Regional Spotlight: Atlanta, Georgia

May 30, 2019

Enjoyable weather, award-winning restaurants, and a dynamic business landscape are among the many factors that are retaining and engaging young professionals in Atlanta, Georgia. The job growth in Atlanta is out-pacing that of the U.S. economy, which helps explain Georgia’s 2018 ranking by Site Selection as the No. 1 business climate for the sixth consecutive year. In addition to experiencing a boom in filming, aerospace production, and start-ups in general, Atlanta has recently grown to boast a global lead in both the financial technology & healthcare services industries.

Georgia’s reputation as a prosperous FinTech community can be traced back to 1987 when the Georgia Assembly relieved restrictions on credit card rates for banks, leading to a deep association with the payments sector. According to the American Transaction Processors Coalition, roughly 70 percent of U.S. purchased transactions are processed through companies in Atlanta. But the FinTech industry in Atlanta encompasses a vast array of organizations, ranging from payment processors to data analytics software providers. As of 2017, the Top 20 Georgia based FinTech companies generated annual revenue of over $72 billion, the third highest status in the nation. The density of talent and knowledge Atlanta provides in the same sector results in a cycle of shared and innovative ideas consistently leading to new startups, which then grow into middle-market companies.

The State boasts an even longer history of cultivating and supporting the growth of successful healthcare services and healthcare technology companies. Often referred to as the health information technology capital of the U.S., Georgia is at the forefront of consumer digital health. According to the Metro Atlanta Chamber, the health IT sector in Georgia is the largest in the U.S., with over 250 companies and 30,000 employees. This number does not account for healthcare providers such as Kaiser Permanente, which installed its global technology headquarters in the Atlanta area as well. While the boom in health IT capital is statewide, industry leaders say it is particularly strong in metro Atlanta.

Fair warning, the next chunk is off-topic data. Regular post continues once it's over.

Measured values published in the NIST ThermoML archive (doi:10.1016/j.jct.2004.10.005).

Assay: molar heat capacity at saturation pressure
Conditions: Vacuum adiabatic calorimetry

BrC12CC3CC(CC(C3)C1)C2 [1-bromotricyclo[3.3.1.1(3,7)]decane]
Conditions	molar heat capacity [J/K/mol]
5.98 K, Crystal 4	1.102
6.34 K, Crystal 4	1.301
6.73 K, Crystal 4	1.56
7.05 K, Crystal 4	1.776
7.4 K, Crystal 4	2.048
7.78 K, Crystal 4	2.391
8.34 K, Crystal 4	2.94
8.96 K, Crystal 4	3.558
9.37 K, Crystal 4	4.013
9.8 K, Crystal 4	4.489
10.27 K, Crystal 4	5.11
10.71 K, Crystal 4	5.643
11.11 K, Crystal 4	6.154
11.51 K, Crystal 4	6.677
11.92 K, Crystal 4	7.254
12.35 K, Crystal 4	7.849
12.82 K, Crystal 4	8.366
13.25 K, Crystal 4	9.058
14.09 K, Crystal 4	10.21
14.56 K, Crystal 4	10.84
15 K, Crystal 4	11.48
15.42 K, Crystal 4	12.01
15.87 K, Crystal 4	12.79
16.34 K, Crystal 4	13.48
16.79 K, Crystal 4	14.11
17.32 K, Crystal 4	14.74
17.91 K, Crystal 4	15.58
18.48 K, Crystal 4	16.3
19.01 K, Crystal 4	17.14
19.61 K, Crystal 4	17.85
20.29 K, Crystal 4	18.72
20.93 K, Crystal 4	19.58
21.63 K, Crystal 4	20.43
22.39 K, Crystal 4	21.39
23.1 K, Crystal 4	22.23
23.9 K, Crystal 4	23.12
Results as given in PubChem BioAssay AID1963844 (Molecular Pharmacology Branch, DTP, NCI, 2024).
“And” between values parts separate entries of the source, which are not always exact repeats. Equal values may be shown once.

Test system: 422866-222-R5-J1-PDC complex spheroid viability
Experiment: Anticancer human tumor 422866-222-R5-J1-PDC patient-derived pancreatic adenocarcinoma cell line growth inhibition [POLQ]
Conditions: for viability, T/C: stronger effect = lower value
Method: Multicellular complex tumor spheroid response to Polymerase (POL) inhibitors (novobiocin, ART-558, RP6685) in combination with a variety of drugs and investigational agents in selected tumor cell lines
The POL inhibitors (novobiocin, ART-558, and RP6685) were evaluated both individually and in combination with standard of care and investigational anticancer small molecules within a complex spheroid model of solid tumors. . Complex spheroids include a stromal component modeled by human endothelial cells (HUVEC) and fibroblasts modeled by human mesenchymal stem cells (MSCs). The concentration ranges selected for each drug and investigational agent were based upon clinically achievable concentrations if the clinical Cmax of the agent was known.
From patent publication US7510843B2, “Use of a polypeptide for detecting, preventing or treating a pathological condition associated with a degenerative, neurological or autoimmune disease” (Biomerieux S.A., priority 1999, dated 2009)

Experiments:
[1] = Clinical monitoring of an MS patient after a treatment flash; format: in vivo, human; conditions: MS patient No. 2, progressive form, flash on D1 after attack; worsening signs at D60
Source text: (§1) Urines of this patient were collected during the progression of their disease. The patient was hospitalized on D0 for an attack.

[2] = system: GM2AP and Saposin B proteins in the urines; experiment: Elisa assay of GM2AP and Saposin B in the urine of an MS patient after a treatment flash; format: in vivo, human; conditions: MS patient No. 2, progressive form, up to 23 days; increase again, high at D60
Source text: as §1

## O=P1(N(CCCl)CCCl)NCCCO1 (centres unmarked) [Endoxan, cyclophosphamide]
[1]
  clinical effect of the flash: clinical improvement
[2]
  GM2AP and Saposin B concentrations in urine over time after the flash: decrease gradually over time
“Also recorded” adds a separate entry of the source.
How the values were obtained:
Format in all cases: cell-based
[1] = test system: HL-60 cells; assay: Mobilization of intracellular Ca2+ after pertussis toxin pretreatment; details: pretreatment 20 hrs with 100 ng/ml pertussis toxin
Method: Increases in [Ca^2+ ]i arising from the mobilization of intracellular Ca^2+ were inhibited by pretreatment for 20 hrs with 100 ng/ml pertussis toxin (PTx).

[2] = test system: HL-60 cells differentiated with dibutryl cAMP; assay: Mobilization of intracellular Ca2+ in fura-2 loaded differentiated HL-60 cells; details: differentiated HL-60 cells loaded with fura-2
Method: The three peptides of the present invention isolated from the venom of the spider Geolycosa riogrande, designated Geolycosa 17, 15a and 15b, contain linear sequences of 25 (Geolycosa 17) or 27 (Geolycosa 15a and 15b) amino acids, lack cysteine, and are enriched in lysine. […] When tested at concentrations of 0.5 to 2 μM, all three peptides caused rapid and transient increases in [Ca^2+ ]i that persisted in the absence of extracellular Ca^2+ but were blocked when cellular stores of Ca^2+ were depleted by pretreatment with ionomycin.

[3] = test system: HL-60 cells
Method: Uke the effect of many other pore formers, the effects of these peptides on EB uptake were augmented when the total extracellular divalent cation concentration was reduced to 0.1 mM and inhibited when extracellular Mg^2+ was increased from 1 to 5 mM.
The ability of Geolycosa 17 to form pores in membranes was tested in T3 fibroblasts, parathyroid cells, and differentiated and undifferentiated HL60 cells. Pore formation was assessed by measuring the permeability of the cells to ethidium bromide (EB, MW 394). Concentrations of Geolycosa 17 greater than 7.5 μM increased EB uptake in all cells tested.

One of the founders of Aldrich Capital, Raz Zia, was an early investor in iHealth Technologies, the predecessor firm of Cotiviti. iHealth was a pioneer in the use of analytics and data sciences to process healthcare claims. The business was a major success story in Atlanta. Cotiviti merged with iHealth in 2014 and began trading on the New York Stock Exchange in 2016, before its acquisition by Verscend Technologies in 2018 for $4.9 billion.

FinTech and health IT are integral elements of the Georgia economy. The industries continue to thrive due to improved collaboration and investments in infrastructure and talent. As the only major city in its region, Atlanta features access to several universities, drawing even more resources to the area. Growing talent and an existing pool of entrepreneurs create a climate of collaboration and innovation, where experts compete to provide the best solutions and work together to test and improve innovative ideas. The city also provides national and global connectivity with its proximity to the Hartsfield-Jackson International Airport, the world’s busiest airport. That is a primary reason why global companies such as Porsche, Mercedes-Benz, and others established their U.S. headquarters in here. In fact, the third largest concentration of Fortune 500 companies in the country is located in Atlanta. The city also serves as the headquarters to national and global health organizations, such as the Centers for Disease Control and Prevention (CDC), American Cancer Society, Arthritis Foundation, CARE (Cooperative for Assistance and Relief Everywhere), the Carter Center, and the Task Force for Global Health. After years of decreasing obscurity, it is now evident why Atlanta is increasingly noted as the FinTech and healthcare IT capital of the world.